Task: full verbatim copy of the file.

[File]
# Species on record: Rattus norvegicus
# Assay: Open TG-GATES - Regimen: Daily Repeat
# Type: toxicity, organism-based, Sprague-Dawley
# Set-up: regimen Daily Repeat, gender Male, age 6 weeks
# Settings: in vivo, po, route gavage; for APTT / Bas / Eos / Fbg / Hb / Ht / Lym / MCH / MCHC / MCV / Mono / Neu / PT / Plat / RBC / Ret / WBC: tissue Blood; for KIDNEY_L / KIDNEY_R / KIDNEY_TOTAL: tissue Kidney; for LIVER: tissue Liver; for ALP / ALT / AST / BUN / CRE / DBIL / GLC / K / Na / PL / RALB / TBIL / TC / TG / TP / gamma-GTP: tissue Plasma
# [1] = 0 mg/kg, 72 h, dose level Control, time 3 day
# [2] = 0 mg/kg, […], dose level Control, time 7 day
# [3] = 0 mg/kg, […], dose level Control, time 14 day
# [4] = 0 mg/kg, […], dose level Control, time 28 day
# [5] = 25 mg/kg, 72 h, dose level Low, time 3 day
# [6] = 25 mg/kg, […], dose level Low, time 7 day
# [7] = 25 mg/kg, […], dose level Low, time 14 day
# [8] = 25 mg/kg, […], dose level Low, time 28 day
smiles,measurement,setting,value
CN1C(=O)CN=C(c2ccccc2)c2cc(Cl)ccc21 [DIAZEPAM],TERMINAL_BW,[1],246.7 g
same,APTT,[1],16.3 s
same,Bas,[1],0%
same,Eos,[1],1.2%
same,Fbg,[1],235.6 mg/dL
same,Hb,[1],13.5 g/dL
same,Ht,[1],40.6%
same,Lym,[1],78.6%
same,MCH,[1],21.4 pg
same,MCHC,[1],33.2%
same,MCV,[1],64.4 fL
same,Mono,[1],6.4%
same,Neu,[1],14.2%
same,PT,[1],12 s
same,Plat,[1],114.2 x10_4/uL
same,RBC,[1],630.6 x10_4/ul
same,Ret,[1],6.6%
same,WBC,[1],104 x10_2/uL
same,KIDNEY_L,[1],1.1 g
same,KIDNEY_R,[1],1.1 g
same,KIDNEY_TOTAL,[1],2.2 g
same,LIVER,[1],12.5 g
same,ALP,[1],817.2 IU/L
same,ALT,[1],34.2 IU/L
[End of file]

# Species on record: Rattus norvegicus
# Assay: Open TG-GATES - Regimen: Daily Repeat
# Type: toxicity, organism-based, Sprague-Dawley
# Set-up: regimen Daily Repeat, gender Male, age 6 weeks
# Settings: in vivo, po, route gavage; for APTT / Bas / Eos / Fbg / Hb / Ht / Lym / MCH / MCHC / MCV / Mono / Neu / PT / Plat / RBC / Ret / WBC: tissue Blood; for KIDNEY_L / KIDNEY_R / KIDNEY_TOTAL: tissue Kidney; for LIVER: tissue Liver; for ALP / ALT / AST / BUN / CRE / DBIL / GLC / K / Na / PL / RALB / TBIL / TC / TG / TP / gamma-GTP: tissue Plasma
# [1] = 0 mg/kg, 72 h, dose level Control, time 3 day
# [2] = 0 mg/kg, […], dose level Control, time 7 day
# [3] = 0 mg/kg, […], dose level Control, time 14 day
# [4] = 0 mg/kg, […], dose level Control, time 28 day
# [5] = 25 mg/kg, 72 h, dose level Low, time 3 day
# [6] = 25 mg/kg, […], dose level Low, time 7 day
# [7] = 25 mg/kg, […], dose level Low, time 14 day
# [8] = 25 mg/kg, […], dose level Low, time 28 day
smiles,measurement,setting,value
CN1C(=O)CN=C(c2ccccc2)c2cc(Cl)ccc21 [DIAZEPAM],TERMINAL_BW,[1],246.7 g
same,APTT,[1],16.3 s
same,Bas,[1],0%
same,Eos,[1],1.2%
same,Fbg,[1],235.6 mg/dL
same,Hb,[1],13.5 g/dL
same,Ht,[1],40.6%
same,Lym,[1],78.6%
same,MCH,[1],21.4 pg
same,MCHC,[1],33.2%
same,MCV,[1],64.4 fL
same,Mono,[1],6.4%
same,Neu,[1],14.2%
same,PT,[1],12 s
same,Plat,[1],114.2 x10_4/uL
same,RBC,[1],630.6 x10_4/ul
same,Ret,[1],6.6%
same,WBC,[1],104 x10_2/uL
same,KIDNEY_L,[1],1.1 g
same,KIDNEY_R,[1],1.1 g
same,KIDNEY_TOTAL,[1],2.2 g
same,LIVER,[1],12.5 g
same,ALP,[1],817.2 IU/L
same,ALT,[1],34.2 IU/L